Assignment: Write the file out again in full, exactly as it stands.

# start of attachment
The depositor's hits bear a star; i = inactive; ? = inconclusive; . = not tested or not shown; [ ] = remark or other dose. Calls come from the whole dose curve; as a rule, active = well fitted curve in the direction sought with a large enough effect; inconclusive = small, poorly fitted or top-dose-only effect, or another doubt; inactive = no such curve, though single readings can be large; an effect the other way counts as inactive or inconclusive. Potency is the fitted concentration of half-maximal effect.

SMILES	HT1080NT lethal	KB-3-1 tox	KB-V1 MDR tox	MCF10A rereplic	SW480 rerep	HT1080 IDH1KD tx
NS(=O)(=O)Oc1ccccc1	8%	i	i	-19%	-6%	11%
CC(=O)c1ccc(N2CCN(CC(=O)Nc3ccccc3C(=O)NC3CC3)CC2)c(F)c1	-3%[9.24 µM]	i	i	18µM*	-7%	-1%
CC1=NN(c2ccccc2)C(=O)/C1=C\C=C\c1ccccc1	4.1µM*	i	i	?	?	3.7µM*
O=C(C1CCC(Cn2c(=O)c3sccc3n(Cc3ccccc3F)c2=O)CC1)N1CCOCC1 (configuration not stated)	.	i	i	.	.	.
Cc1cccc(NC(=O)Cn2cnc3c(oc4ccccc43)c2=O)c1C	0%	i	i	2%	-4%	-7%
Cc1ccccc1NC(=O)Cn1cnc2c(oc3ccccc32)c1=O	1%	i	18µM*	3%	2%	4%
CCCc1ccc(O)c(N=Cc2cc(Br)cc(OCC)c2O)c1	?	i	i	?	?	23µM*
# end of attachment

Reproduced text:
The depositor's hits bear a star; i = inactive; ? = inconclusive; . = not tested or not shown; [ ] = remark or other dose. Calls come from the whole dose curve; as a rule, active = well fitted curve in the direction sought with a large enough effect; inconclusive = small, poorly fitted or top-dose-only effect, or another doubt; inactive = no such curve, though single readings can be large; an effect the other way counts as inactive or inconclusive. Potency is the fitted concentration of half-maximal effect.

SMILES	HT1080NT lethal	KB-3-1 tox	KB-V1 MDR tox	MCF10A rereplic	SW480 rerep	HT1080 IDH1KD tx
NS(=O)(=O)Oc1ccccc1	8%	i	i	-19%	-6%	11%
CC(=O)c1ccc(N2CCN(CC(=O)Nc3ccccc3C(=O)NC3CC3)CC2)c(F)c1	-3%[9.24 µM]	i	i	18µM*	-7%	-1%
CC1=NN(c2ccccc2)C(=O)/C1=C\C=C\c1ccccc1	4.1µM*	i	i	?	?	3.7µM*
O=C(C1CCC(Cn2c(=O)c3sccc3n(Cc3ccccc3F)c2=O)CC1)N1CCOCC1 (configuration not stated)	.	i	i	.	.	.
Cc1cccc(NC(=O)Cn2cnc3c(oc4ccccc43)c2=O)c1C	0%	i	i	2%	-4%	-7%
Cc1ccccc1NC(=O)Cn1cnc2c(oc3ccccc32)c1=O	1%	i	18µM*	3%	2%	4%
CCCc1ccc(O)c(N=Cc2cc(Br)cc(OCC)c2O)c1	?	i	i	?	?	23µM*